We soon developed a swing. Nothing was rushed, but together we worked our way down seamlessly.  It was almost a pleasure, almost! These locks are relentless though, but not counting helped and before you know it, we reached the bottom in almost record time. Both of us were heading for a stay in the Saltisford canal trust arm. These splendid moorings are within easy walking distance of the town centre, have water and electrickery and all at a more than reasonable price. We even managed to get a replacement gas bottle from them!

But first the Shrewley Tunnel (with separate towpath tunnel)

Amazing Flowstones 

a much better view when you look back!

After settling in and getting the washing machine working, we all went out for a meal and a drink or two in celebration of a great passage.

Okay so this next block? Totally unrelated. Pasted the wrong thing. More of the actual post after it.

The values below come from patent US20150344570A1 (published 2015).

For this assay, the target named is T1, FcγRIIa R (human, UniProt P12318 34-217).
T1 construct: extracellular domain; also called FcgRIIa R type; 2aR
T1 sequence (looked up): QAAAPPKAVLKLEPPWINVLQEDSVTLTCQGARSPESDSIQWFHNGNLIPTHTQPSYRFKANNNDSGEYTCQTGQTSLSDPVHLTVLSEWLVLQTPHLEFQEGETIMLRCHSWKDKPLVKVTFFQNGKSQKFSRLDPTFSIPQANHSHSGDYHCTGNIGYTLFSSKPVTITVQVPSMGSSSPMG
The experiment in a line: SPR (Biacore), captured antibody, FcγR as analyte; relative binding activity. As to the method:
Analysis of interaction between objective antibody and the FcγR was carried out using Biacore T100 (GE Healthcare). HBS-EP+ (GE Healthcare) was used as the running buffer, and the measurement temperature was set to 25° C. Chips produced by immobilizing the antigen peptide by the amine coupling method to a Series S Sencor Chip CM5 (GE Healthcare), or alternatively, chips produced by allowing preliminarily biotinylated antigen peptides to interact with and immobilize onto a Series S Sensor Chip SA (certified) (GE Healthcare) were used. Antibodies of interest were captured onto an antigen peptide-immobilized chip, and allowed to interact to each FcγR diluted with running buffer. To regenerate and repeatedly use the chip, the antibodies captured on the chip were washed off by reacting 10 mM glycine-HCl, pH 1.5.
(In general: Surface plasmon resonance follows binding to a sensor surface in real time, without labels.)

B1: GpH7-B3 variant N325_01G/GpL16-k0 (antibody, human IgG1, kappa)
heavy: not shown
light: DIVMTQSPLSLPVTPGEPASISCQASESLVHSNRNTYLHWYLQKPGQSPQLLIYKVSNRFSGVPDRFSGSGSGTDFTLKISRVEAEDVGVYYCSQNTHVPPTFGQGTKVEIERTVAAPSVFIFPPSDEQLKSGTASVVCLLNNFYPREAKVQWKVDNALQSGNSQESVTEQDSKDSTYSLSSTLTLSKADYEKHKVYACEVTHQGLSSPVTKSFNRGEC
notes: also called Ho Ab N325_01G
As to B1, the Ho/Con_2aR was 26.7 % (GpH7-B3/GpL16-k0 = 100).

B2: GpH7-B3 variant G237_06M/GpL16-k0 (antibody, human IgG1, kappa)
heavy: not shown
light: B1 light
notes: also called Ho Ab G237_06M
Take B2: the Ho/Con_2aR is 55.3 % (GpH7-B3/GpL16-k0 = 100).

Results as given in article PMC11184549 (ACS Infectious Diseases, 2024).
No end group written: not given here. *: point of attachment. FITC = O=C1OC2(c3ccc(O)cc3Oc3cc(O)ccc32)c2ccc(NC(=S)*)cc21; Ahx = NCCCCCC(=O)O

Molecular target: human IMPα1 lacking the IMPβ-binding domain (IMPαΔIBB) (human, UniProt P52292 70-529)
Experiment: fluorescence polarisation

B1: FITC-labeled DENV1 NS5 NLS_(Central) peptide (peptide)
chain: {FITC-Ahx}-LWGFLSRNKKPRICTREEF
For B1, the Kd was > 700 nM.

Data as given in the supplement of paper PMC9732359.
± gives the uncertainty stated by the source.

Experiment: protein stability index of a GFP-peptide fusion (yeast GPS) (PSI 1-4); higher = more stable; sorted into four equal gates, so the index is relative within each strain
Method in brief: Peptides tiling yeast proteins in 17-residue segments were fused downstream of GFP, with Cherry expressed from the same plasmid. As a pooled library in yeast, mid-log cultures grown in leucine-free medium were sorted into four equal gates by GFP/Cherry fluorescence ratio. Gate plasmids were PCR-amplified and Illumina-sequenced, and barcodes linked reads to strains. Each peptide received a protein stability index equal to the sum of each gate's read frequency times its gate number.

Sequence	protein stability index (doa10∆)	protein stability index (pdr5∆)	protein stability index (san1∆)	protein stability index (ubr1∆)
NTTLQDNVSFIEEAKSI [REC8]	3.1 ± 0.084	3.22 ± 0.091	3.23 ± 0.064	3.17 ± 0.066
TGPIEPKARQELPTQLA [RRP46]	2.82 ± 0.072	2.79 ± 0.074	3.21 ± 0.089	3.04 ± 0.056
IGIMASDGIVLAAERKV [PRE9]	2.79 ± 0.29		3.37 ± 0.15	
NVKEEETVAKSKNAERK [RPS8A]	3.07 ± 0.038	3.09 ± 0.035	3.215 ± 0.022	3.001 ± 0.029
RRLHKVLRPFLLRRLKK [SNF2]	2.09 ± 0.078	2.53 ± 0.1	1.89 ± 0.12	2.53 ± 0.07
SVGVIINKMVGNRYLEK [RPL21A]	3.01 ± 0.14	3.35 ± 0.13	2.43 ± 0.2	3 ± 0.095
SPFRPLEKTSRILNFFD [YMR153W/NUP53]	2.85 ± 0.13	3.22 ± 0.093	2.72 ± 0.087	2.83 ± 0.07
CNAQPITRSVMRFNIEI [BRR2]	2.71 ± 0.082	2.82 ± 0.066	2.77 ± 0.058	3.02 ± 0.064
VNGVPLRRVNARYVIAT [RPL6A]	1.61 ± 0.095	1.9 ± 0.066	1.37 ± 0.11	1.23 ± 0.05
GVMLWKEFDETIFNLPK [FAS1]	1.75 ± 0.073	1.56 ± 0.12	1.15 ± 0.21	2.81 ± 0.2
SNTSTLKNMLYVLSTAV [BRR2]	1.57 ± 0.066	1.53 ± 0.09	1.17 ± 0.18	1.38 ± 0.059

The next morning, our mega wash continued. There is a laundry here as well, again at very reasonable prices, but we washed aboard then dried using their machines. Then a walk around historic Warwick . The centrepiece of this place is undoubtedly the castle. But at over £30 A head, we gave it a miss. Drawn to water as ever, we walked down the streets to the river. Visited the Mill gardens, then to the Lord Leycester Hospital. These grade 1 listed building house a charity dating back to Elizabethan times, supporting ex servicemen. One of these gave us an extensive history talk before we even set foot in the buildings. It is a fantastic place. Just don't eat there... because you will be so full, you can't make room for the delicious cakes on offer! This we found to our cost after consuming a fantastic ploughmans that set us up for the rest of the day.